Category: Energy Medicine

“Imbalanced Energy Field” is not a valid diagnosis and therapeutic touch is pseudoscience, so why can’t nurses just give it up?

“Imbalanced Energy Field” is not a valid diagnosis and therapeutic touch is pseudoscience. It's past time nursing gave up both.

/ August 12, 2021

Legislative Alchemy: State licensing of “the profession of reflexology”

Following the playbook of other practitioners of pseudoscience, reflexologists aim to become state-licensed health care professionals, a status they've already achieved in four states. With bills pending in New York and Nebraska, they move closer to their goal of legitimizing their quackery in all 50 states.

/ March 25, 2021

Who Is Amy B. Scher?

Amy B. Scher is a proponent of energy medicine and things like astrology and homeopathy. She claims to be a "science geek," but how could anyone who understands science think that tapping on the breastbone will fix the thymus?

/ March 23, 2021

Energy Medicine Pain Relief Patches Are Laughable Quackery

There's no acceptable scientific evidence that these patches work to relieve pain. The advertising features pseudoscientific energy medicine gibberish. Good for a laugh, but not to be believed.

/ March 9, 2021

Biofield Tuning: Another Example of Tooth Fairy Science

Biofield tuning uses tuning forks to assess the health of clients. This study of inter-rater agreement is a prime example of Tooth Fairy science.

/ November 3, 2020

Osteopathic Medicine – What Is It?

What is the difference between an MD and DO? Let's take a look at the history and the present practice of osteopathic medicine.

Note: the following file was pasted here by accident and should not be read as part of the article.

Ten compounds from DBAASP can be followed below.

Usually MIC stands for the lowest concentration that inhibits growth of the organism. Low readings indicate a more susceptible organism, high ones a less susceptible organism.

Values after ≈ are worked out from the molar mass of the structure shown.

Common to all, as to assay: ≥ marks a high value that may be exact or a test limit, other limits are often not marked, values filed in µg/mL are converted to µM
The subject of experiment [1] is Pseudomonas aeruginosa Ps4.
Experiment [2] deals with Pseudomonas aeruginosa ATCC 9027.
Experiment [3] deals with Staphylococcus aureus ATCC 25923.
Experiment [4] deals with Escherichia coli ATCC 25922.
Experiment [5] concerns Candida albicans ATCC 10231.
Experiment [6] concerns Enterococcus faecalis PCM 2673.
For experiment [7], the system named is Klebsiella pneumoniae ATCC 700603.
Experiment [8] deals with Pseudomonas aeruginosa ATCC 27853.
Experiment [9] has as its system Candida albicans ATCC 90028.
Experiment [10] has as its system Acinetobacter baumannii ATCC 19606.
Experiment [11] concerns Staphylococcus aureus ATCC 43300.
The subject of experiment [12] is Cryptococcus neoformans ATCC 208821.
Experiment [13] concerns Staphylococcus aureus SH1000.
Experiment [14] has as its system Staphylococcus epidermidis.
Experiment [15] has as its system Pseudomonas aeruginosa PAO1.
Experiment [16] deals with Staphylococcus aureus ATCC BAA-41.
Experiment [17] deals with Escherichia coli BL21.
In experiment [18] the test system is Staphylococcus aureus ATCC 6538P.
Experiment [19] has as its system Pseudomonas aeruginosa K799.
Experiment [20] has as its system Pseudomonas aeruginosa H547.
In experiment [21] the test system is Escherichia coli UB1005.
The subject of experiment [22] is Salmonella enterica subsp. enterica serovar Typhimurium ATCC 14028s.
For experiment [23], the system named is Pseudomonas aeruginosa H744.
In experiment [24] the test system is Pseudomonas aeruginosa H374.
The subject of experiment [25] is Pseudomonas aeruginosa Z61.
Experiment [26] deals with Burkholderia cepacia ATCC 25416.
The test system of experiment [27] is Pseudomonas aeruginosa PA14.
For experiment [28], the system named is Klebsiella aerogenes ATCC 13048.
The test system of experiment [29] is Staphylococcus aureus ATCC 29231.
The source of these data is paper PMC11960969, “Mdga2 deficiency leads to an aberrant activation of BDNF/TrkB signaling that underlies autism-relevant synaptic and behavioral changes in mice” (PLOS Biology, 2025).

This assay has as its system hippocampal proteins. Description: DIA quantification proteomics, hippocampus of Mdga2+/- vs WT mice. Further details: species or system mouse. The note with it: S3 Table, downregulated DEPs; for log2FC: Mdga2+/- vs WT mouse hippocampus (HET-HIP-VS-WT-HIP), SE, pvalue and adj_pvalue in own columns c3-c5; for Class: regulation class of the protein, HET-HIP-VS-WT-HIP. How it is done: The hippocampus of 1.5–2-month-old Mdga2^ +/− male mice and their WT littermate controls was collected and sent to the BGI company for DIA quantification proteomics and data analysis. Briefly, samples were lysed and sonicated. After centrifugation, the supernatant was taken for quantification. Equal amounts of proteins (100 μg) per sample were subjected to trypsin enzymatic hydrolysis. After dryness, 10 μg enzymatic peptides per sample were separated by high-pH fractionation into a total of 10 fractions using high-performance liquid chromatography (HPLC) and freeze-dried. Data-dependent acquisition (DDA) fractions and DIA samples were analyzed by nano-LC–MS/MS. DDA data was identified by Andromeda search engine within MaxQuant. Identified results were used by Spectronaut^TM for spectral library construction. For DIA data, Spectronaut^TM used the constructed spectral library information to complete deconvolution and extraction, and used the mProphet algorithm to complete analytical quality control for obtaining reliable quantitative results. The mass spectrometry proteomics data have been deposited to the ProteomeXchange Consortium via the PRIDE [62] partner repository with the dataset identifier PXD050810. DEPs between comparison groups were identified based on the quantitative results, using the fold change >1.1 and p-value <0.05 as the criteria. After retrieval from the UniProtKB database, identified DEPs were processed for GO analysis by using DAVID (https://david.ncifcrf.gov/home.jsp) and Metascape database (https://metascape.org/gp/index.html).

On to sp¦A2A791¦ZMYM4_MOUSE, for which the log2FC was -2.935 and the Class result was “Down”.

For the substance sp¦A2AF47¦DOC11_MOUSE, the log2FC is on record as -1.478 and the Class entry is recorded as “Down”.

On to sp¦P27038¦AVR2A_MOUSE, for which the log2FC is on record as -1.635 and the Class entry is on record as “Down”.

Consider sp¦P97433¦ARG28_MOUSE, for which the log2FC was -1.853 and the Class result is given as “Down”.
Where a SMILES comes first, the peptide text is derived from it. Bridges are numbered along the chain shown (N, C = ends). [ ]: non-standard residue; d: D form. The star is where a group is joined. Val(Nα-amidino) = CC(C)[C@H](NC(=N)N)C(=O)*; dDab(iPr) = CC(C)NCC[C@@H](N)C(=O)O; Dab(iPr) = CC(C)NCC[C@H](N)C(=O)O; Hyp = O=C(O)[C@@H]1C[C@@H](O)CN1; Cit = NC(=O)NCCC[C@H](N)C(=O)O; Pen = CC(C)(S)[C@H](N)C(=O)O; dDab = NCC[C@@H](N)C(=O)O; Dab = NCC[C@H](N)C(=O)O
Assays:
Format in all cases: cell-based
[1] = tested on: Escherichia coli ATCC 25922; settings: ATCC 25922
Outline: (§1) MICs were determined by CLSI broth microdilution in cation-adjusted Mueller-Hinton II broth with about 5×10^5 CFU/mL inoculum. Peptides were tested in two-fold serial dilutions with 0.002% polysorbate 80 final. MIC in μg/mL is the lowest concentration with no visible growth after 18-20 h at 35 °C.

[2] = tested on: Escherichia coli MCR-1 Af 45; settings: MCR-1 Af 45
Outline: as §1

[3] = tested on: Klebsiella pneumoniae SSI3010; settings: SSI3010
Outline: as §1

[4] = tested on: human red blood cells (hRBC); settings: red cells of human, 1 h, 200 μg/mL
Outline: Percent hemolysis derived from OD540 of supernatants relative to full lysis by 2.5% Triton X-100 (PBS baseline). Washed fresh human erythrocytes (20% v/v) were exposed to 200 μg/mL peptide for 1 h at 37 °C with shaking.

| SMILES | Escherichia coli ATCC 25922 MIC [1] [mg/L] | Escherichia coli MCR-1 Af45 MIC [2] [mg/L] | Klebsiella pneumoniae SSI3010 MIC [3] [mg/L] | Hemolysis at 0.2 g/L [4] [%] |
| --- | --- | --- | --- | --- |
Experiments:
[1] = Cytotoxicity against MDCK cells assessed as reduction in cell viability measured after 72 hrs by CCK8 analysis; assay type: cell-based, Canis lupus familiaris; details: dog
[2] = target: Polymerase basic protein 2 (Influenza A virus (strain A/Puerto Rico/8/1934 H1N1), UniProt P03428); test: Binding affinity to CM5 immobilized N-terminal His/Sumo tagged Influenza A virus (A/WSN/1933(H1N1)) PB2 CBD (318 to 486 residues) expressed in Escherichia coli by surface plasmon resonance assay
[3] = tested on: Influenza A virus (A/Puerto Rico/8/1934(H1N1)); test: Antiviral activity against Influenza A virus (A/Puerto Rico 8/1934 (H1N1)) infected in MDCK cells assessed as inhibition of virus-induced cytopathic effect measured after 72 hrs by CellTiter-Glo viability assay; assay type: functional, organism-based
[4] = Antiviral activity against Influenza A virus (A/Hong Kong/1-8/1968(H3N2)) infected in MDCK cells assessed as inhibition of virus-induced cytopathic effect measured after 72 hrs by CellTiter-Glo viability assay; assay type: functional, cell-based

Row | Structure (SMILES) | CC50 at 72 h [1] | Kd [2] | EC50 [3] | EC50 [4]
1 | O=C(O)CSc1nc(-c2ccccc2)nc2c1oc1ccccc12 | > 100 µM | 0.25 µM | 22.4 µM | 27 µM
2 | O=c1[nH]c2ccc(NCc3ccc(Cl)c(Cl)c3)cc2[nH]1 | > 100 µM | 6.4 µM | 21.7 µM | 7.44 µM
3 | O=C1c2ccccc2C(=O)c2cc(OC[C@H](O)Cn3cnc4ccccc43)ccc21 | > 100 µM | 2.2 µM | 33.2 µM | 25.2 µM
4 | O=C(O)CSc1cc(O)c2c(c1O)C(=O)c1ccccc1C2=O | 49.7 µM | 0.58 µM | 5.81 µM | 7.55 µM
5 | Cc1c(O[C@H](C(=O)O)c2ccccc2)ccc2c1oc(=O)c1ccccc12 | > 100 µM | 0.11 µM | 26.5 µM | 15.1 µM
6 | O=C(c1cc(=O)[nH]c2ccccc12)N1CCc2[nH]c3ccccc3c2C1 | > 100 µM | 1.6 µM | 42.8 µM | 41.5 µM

/ October 7, 2020

Taopatch Offers Everything… Except Science

Taopatch promises all kinds of vague benefits, but the mechanism of action is implausible and what they call scientific proof is no such thing.

/ September 1, 2020

Tension and Trauma Releasing Exercises (TRE)

TRE exercises can supposedly cure PTSD by inducing tremors. Not credible. And there's no science to support the claims.

/ April 14, 2020
Reiki

No, editors of The Atlantic, reiki does not work

Over the weekend, The Atlantic published an article by Jordan Kisner touting the benefits of reiki and arguing that you shouldn't listen to all those nasty skeptics calling it woo-woo. Unsurprisingly, the article is a credulous mess citing only token skepticism and relying on weak evidence. The Atlantic's embrace of quackery continues.

/ March 9, 2020

BioCharger’s Claims Are Too Silly to Take Seriously

The BioCharger is a subtle energy device based on fantasy, not science. At $15,000, pretty expensive for a placebo.

/ January 21, 2020